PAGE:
As China grows richer, the waistlines of adults in the country are also expanding.
More than half of Chinese adults are now considered overweight, a study conducted by the country’s National Health Commission revealed on Wednesday. Obesity rates among Chinese adults have also more than doubled in less than two decades, from 7.1% in 2002 to 16.4% this year.
According to the report, 50.7% of Chinese adults are overweight, including those who are obese. In a country of 1.4 billion, that amounts to more than half a billion people – more than the entire US population.
That’s a sharp increase over the past two decades. In 2002, 29.9% of Chinese adults were overweight, including obese. In 2012, that figure rose to 42%, according to previous reports released by Chinese health authorities.
“Our country’s residents face a severe problem of overweight and obesity. The overweight and obesity rates among residents in both urban and rural areas and across all age groups are steadily rising,” Li Bin, deputy director of the National Health Commission, said at a news conference on Wednesday.
It’s partly due to huge changes in diet and eating habits brought on by the country’s rapid economic growth. During the 1950s and 60s, famine saw an estimated 45 million Chinese people starve to death. And until 1993, people had to use government-distributed food vouchers to get staples such as rice, oil, eggs and meat.
The days of food shortages are long over. Now, Chinese people are free to eat largely as they choose, and the country’s new wealth has brought ever more nutritious and calorie-rich food to the dining table.
The increase in spending power has also given rise to the problem of food waste, which Chinese President Xi Jinping has called “shocking and distressing.” On Tuesday, a draft law on preventing food waste was submitted to the country’s national legislature.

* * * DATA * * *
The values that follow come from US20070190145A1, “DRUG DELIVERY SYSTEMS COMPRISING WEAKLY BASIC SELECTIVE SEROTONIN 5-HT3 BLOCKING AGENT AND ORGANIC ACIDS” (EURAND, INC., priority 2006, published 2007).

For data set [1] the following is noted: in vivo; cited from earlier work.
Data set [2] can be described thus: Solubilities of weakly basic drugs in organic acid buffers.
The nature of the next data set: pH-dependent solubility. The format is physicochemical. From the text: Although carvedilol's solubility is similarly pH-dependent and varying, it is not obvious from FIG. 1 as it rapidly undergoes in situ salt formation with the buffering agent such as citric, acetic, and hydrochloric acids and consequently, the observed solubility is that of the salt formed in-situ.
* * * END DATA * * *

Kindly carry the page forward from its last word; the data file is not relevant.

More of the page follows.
Rising overweight and obesity rates pose an additional burden to public health. Excessive weight increases the risk for serious disease and health conditions, including high blood pressure, diabetes, coronary heart disease and stroke, the US Centers for Disease Control and Prevention says.
“The overweight and obesity rates in China have been climbing fast, with a high prevalence and affecting all groups in the population. This brings enormous challenges,” said Zhao Wenhua, chief nutritionist at the Chinese Center for Disease Control and Prevention.
According to the World Health Organization, at least 4 million people die each year as a result of being overweight or obese.
Worldwide, obesity has been on the rise too, having nearly tripled since 1975, according to WHO. In 2016, 39% of adults globally – or more than 1.9 billion people – were overweight, including over 650 million who were obese.
In the United States, 71.6% of adults were classified as overweight, including obese, between 2015 and 2016, according to the CDC.
But China has a tougher measurement than global standards. WHO considers a body mass index (BMI) – a ratio of weight to height – over 25 to be overweight, and more than 30 obese. In China, a BMI greater than 24 is considered overweight, and over 28 is obese.